SKorea cracks down on marriage brokers after death
SEOUL, South Korea—Young and poor, the Vietnamese woman jumped at the chance to marry a South Korean introduced to her through a matchmaking agency.
Eight days after moving to South Korea, 20-year-old Thach Thi Hoang Ngoc was beaten and stabbed to death by her 47-year-old husband, who police said confessed that "voices" ordered him to kill his young bride. She was never told about his mental illness, police said.
Her death in early July has drawn attention to the growing trend of South Korean men looking overseas for brides and the lack of protection provided for the women who marry them in hopes of a better life.
"'I will live happily' were the last words (Ngoc) said to her father when she phoned home," President Lee Myung-bak said Monday, making her death the focus of his weekly address to the nation. "I am truly saddened and feel much regret. I pray for her soul and offer my deepest sympathy to her family."
Lee urged South Koreans to welcome the growing population of foreigners, noting that 40 percent of the women married to men in South Korea's farming and fishing communities come from nations such as Vietnam, the Philippines and China.
He promised that the government would take action to better support multicultural families and to monitor and regulate international matchmaking agencies.
South Korean police also announced that they would begin investigating matchmaking agencies suspected of operating illegally. And, starting in August, new requirements for South Koreans seeking to bring foreign wives into the country will take effect, government officials said.
Over the past decade, a growing number of South Korean men, particularly from farming villages with dwindling populations, have been looking overseas for wives, said Heo Young-sug, an activist at the Women Migrants Human Rights Center in Seoul.
They pay an average of $9,900 to brokers to connect them with young women looking for economic security, mostly from Southeast Asia and China, Heo said.
"International marriages are in a way a practical intersection of interests, bringing together South Korean bachelors and foreign women who suffer from poverty and have a romanticized notion of a prosperous life in an industrialized country like South Korea," Heo said.
In 2009, 180,000 foreigners were married to South Koreans, including more than 35,000 Vietnamese women, the Ministry of Public Administration and Security said.
Many met their spouses through the estimated 1,250 marriage brokers or matchmakers who arrange an estimated 15,000 marriages each year between South Korean men and foreign women, mostly from Southeast Asia, the Ministry of Gender Equality and Family said.
However, some brokers are less interested in the couples' well-being than in making money, Heo said.
Some agencies even engage in human trafficking under the guise of matchmaking, charging a higher price for virgins or those with "great domestic skills," said Song Ji-eun, an official at the Ministry of Gender Equality.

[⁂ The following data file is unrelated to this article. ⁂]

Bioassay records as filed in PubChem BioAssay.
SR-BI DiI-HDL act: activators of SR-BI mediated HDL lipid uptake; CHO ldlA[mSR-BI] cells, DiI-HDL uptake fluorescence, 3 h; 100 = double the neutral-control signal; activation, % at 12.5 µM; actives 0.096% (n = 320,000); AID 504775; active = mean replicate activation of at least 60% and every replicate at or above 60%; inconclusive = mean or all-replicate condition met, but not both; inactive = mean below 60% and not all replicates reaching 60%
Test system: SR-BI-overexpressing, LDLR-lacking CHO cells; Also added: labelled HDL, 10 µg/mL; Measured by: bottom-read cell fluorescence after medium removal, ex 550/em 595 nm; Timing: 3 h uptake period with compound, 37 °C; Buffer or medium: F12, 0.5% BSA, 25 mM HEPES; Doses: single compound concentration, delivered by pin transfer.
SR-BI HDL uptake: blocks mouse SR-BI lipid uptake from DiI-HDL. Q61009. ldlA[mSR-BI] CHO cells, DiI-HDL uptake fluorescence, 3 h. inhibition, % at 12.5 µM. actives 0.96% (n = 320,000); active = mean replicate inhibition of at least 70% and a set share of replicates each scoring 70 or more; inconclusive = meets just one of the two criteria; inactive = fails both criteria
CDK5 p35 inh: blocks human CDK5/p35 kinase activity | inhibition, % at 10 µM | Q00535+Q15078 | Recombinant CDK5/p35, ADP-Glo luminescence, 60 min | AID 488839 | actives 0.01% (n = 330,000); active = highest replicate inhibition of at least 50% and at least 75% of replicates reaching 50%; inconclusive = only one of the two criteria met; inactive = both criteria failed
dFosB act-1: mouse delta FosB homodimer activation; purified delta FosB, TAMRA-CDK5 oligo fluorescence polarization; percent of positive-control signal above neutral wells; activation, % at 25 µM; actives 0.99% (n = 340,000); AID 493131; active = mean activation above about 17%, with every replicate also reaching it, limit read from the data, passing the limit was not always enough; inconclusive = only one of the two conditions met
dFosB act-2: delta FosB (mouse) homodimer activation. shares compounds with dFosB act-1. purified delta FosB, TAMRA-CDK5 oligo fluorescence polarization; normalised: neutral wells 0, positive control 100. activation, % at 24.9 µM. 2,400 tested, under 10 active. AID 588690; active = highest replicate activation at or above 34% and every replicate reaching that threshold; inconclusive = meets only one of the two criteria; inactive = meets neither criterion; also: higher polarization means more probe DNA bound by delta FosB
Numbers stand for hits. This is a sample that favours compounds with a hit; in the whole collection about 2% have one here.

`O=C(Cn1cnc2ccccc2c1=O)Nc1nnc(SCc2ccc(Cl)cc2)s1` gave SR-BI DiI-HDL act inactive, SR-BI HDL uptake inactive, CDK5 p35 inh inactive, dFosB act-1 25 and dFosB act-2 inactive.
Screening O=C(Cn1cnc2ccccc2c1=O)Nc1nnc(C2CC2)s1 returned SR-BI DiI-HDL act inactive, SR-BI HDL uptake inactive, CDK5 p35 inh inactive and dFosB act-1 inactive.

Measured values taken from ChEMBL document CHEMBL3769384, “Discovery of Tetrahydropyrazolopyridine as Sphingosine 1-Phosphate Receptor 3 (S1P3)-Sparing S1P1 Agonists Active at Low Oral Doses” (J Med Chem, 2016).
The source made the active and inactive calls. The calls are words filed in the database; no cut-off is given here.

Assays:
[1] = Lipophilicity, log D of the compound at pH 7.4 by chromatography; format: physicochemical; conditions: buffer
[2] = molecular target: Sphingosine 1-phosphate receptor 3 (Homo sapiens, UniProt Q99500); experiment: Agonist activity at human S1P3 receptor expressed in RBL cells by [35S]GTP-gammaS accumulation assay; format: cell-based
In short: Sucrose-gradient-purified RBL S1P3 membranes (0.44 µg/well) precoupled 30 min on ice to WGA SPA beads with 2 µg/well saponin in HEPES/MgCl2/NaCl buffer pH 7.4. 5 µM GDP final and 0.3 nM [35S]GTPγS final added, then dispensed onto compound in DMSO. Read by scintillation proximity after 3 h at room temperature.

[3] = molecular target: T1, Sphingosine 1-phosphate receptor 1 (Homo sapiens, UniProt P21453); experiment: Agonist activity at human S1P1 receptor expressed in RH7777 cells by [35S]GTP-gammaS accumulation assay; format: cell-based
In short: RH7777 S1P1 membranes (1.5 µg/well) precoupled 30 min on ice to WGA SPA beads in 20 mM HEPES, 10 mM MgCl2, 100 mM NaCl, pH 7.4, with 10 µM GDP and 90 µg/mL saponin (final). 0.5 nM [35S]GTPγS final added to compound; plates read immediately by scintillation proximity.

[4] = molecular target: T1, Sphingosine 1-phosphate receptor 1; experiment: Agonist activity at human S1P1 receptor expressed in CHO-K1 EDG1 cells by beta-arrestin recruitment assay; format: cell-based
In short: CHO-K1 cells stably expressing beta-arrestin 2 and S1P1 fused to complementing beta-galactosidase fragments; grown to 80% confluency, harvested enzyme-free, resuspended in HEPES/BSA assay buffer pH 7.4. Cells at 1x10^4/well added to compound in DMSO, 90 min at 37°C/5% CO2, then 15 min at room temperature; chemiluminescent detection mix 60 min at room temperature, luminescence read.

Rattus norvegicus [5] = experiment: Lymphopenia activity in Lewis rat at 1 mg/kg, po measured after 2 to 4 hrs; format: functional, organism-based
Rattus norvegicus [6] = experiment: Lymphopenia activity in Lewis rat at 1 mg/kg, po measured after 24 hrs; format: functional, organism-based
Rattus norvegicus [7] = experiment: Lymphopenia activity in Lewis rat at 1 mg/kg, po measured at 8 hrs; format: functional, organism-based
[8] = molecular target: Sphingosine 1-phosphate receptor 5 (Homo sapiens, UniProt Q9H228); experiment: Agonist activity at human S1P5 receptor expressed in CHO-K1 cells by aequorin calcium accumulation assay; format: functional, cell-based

Concerned about the practice, Cambodia earlier this year briefly banned its citizens from marrying South Korean men, Song said.
Ngoc, who left her home in southwestern Vietnam to help earn money for her family, met her husband through a South Korean matchmaking agency, married him in Vietnam in February and then flew with him to South Korea in July.
She was never told about her husband's history of schizophrenia, or the 57 times he had been hospitalized since 2005, police in the southern city of Busan said. He was only identified by his surname, Jang.
"It's illegal for the broker to have not given the victim and her family correct information about who and what kind of a person Jang is," officer Kim Jong-hun of Busan police said.
Last week, the National Police Agency began investigating illegal matchmaking activities, including giving foreign clients falsified or inaccurate medical and criminal information about prospective South Korean grooms.
Starting in November, brokers will face a fine and a ban from the matchmaking business if caught breaking the law, said Kim Joong-yeol of the Ministry of Gender Equality and Family.
The government also said it would better regulate prospective marriages by ordering thorough checks of applicants' medical, criminal, and financial backgrounds, and South Koreans applying for a foreign marriage visa will be required to take a class on international marriages administered by the Korean Immigration Service.
President Lee said he was aware the government had to do more to take care of its multicultural families. He vowed to fulfill a promise he made to Cambodian Prime Minister Hun Sen in October to "treat immigrant spouses from Cambodia living in South Korea as if they were my own daughters-in-law."
"Let us all make sure that we broaden our hearts and wholeheartedly welcome the people and culture coming from the outside," he said. "When we continue to endeavor in this way, we will be able to build up a country where people from all over the world can realize their Korean dream."
Associated Press writer Mirae Kang contributed to this report.